Losing My Job, Keeping My Mental Health by Liz Spikol

Losing My Job, Keeping My Mental Health


I knew it was coming. When my boss told me on a Friday that he wanted to meet on Monday, I figured it couldn’t be good. We weren’t getting along, my boss and I, and while I’d seen him fight — red-faced and shouting — with other writers at the magazine, the silent tension in his jawline when I spoke to him seemed more ominous than a raised voice.

We’d been engaged for a couple months in what I initially saw as run-of-the-mill writer-editor conflict over a story I was writing about the overuse of antipsychotics in children. I didn’t get the sources I needed, and I knew it was going sideways early on. But when I went to him for guidance — frantically waving an illegible flowchart of themes and ideas at him — he was unable to help. When the deadline came, I turned in a version that wasn’t even halfway there, and I saw the disgust on his face after he read it. Not disappointment or frustration or irritation, but disgust. It wasn’t the kind of look you can come back from.

But I wanted to try. I’d been at the magazine for three years, and I was attached. I loved the people I worked with. I felt I had a contribution to make. I could see myself playing a role in making it better, and helping it evolve in an uncertain media landscape. When I slept in the office for two nights to cover the pope’s visit — next to my confused three-legged Chihuahua on a co-worker’s couch — it felt like home.

So I decided to be honest with my boss, and explain that I was simultaneously dealing with a romantic dustup, lingering symptoms from a bout with Lyme disease, and “some psych issues,” as I put it in an instant message to him — all of which, I explained, contributed to my struggle with the article.

I should mention here — because I know it isn’t the norm — that I didn’t worry about making an oblique reference to my mental health problems to my boss. Everyone in local longtime journalism circles knows I have a bipolar diagnosis and take medication because I wrote a column and blog about it for 10 years. I also did speaking engagements and YouTube videos and a documentary film, and have generally been so excruciatingly confessional about my experience with mental illness, the New York Times featured me in an article about “Mad Pride.”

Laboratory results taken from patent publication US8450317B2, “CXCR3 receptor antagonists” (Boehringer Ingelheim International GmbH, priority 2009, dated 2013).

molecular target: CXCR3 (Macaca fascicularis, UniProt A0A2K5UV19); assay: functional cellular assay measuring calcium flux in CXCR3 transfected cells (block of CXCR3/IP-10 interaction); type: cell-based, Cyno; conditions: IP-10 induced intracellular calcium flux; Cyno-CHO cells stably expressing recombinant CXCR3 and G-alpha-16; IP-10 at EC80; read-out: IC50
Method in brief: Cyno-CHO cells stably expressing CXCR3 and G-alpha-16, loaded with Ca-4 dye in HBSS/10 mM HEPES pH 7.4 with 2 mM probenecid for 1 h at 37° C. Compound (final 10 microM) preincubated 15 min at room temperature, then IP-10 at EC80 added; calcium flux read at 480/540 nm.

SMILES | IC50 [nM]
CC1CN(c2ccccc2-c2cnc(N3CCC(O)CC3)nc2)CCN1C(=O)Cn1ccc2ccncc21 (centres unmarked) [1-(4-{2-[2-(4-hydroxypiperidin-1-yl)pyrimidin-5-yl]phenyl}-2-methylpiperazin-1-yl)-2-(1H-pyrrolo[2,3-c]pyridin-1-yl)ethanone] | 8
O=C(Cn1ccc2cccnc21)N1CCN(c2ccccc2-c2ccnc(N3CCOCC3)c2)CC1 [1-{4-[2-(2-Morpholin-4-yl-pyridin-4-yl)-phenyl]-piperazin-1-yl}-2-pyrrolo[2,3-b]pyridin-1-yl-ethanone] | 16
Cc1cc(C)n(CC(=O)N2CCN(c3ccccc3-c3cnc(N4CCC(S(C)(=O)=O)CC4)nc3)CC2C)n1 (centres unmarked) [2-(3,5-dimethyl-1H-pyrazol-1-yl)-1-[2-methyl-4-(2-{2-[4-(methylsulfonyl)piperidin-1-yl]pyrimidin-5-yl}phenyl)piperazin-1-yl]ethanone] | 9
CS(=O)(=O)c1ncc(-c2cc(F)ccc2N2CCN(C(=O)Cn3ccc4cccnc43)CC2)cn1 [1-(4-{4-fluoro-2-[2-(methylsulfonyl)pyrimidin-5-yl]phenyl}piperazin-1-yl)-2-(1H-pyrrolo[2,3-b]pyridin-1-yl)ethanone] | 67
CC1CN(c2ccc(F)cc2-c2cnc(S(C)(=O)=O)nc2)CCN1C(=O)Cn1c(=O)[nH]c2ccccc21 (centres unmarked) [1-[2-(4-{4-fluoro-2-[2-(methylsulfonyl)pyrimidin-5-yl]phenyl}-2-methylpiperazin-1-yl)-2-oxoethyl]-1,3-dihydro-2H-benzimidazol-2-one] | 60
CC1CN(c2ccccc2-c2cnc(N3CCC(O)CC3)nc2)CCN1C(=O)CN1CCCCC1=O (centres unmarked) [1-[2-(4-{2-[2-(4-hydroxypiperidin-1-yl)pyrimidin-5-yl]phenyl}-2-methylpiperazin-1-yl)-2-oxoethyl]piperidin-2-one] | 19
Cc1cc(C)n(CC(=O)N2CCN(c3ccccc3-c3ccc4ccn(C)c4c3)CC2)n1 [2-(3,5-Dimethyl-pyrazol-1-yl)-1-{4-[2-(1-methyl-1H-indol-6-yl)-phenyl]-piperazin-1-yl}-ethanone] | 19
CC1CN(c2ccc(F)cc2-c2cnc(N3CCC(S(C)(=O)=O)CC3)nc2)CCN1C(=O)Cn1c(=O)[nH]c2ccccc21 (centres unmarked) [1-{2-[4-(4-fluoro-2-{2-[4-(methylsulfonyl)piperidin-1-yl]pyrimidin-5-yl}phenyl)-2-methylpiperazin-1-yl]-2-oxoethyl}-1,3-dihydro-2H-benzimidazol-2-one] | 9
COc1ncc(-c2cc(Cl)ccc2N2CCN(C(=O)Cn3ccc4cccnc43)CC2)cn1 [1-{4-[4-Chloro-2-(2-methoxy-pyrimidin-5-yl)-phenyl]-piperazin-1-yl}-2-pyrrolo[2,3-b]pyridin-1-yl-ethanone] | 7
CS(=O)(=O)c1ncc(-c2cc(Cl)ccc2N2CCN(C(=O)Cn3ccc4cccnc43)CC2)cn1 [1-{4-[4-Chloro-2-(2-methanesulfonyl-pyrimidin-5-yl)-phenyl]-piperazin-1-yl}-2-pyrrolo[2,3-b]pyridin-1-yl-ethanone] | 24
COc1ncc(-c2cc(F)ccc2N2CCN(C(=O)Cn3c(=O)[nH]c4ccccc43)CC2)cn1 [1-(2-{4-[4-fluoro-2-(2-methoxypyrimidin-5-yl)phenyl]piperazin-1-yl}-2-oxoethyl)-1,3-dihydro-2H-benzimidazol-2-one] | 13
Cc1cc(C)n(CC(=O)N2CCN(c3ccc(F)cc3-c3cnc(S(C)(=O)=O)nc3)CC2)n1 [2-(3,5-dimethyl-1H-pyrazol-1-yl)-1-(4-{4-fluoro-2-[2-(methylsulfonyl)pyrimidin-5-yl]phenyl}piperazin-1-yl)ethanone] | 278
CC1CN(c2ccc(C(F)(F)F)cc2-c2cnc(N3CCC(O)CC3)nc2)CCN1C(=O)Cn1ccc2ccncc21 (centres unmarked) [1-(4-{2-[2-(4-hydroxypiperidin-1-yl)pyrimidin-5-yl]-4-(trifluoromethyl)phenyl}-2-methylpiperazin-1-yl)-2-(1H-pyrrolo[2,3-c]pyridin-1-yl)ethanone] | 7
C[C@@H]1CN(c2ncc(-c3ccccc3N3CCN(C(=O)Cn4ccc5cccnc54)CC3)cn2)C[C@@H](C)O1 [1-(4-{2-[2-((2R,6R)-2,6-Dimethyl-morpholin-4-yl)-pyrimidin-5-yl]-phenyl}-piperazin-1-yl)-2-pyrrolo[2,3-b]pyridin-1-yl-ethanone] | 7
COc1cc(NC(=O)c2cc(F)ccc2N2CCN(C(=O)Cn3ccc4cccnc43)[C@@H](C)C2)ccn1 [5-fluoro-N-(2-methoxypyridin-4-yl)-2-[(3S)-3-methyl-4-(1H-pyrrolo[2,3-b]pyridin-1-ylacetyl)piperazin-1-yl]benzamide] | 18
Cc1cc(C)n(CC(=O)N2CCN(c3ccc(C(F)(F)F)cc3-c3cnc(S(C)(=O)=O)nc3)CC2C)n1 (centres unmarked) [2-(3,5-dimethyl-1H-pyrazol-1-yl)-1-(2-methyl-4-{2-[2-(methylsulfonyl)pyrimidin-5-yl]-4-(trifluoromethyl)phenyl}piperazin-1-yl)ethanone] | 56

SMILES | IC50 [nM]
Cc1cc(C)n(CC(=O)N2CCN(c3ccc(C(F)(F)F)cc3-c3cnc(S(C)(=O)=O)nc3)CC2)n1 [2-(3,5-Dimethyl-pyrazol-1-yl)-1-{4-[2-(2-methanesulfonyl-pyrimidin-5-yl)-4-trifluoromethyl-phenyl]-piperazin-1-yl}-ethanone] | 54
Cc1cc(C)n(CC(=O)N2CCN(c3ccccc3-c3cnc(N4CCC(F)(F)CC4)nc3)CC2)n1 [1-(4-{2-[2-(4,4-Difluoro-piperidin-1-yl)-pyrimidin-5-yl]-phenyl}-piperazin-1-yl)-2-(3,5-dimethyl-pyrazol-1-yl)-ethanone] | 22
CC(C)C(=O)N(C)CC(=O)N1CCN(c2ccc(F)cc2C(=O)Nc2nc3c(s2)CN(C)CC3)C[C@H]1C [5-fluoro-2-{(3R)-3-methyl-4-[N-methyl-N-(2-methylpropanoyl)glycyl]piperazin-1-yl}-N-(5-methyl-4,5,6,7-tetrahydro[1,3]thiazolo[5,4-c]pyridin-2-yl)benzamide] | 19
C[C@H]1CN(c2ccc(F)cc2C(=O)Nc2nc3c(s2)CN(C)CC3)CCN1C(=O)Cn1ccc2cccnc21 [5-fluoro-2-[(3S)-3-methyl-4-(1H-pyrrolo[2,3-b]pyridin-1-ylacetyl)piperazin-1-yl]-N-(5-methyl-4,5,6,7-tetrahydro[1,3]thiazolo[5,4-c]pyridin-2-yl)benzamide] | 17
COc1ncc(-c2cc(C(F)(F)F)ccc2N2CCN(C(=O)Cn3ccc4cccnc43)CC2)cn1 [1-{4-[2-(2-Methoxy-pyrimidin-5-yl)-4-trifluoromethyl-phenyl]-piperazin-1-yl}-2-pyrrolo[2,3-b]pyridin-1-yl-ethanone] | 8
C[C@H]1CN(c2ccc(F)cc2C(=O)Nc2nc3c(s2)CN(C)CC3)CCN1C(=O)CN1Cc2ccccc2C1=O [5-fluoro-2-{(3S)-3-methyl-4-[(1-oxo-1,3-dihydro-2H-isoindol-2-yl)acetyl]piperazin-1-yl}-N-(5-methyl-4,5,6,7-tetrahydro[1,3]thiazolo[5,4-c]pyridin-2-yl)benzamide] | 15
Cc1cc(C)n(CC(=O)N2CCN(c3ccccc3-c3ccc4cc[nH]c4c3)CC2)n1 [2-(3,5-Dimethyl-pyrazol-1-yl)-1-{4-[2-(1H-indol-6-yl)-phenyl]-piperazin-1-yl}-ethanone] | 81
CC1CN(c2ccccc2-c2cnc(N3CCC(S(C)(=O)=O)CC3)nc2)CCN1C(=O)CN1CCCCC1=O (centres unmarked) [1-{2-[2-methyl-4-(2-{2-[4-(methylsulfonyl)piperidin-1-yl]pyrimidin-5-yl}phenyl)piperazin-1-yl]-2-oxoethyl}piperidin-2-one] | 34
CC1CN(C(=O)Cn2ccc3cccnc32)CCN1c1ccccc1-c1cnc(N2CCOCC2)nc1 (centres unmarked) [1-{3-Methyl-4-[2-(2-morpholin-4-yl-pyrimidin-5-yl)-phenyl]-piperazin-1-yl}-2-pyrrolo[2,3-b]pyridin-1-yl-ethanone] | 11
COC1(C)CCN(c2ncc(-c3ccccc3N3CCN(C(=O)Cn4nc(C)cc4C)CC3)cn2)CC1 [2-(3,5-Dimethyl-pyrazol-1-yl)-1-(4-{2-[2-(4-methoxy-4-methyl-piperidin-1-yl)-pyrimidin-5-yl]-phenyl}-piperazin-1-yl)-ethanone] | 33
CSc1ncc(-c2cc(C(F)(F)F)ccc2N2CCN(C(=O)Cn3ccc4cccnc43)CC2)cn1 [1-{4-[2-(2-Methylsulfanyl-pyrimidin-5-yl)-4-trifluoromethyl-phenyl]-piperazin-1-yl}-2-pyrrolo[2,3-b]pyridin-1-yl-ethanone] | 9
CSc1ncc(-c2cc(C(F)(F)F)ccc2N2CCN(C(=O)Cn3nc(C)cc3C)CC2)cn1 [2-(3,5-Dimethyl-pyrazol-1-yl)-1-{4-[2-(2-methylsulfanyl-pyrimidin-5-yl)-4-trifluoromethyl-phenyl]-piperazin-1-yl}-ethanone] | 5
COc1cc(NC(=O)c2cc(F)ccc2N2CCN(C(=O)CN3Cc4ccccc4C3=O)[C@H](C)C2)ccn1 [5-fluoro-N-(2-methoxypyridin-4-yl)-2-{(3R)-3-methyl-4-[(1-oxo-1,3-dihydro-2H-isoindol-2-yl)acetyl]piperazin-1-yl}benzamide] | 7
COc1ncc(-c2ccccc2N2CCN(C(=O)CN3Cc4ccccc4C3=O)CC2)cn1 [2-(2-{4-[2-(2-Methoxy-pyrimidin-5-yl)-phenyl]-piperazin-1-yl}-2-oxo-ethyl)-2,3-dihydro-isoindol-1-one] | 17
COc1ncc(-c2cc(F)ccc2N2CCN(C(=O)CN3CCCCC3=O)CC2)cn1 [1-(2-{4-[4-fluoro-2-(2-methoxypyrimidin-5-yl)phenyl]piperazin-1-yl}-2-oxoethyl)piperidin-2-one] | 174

A little reference to “some psych issues” in a quickly sent IM? Child’s play. But then I added:

“In fact, I’ve been thinking about taking a leave of absence.”

If my boss hadn’t been thinking of getting rid of me before this — if he’d been considering laying off other staffers, say, in the upcoming round of cuts — I had just provided the ink for my pink slip. Leave of absence, you say? Let me help with that.

It was some comfort that I was laid off with two other people, and that I wasn’t fired — at least officially — for cause. But I’ve been in my boss’ position before. I’ve fired people, and I’ve laid people off. And I know: There are always choices. He chose to get rid of me. That hurt.

Losing a job is disorienting for anyone, no question. But for people in recovery, such a change can be especially challenging — and it certainly was for me. People assume I’m exaggerating or using a figure of speech when I say, “I was in bed for two months after I got laid off.” I love rhetorical flourish as much as the next writer, but in this case, I am being quite literal. The aforementioned Chihuahua — who likes nothing better than cuddling in bed — would confirm my account if she could, as that period after I got laid off was probably the best two months of her life.

The severity of my depression in the wake of losing my job really solidified a notion I’ve always paid lip service to but didn’t entirely believe: that, for people with mental illness, having a job (whether paying or volunteer) can make all the difference.

I didn’t always believe this. In the early years of my public speaking — when I was asked to account for the success of my recovery — I had a tendency to overemphasize the role that medications played. I remember someone reminding me before one gig to include family and friends and work in my speech, so I didn’t come off as a shill for Eli Lilly. That was good advice, but I wondered at the time if it was true. Were family and friends and work really equally responsible in making me better? Or would I be nowhere without the medication?


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The first time I was hospitalized was in 1991, after vandalizing an ER bed, pillow and waiting-room curtain with a large knife (I felt I was improving the décor). I was given Thorazine and it really was as close to a magic bullet as one could get. Before the pill, there was noise — unbearable clanging and scratching — in my head. After the pill, there was quiet. Before the pill, there were phantom insects scurrying along baseboards. After the pill, I saw nothing that wasn’t there. I was a zombie, sure — Thorazine wasn’t sustainable for the long term. But I saw a light at the end of the tunnel. Medication gave me hope.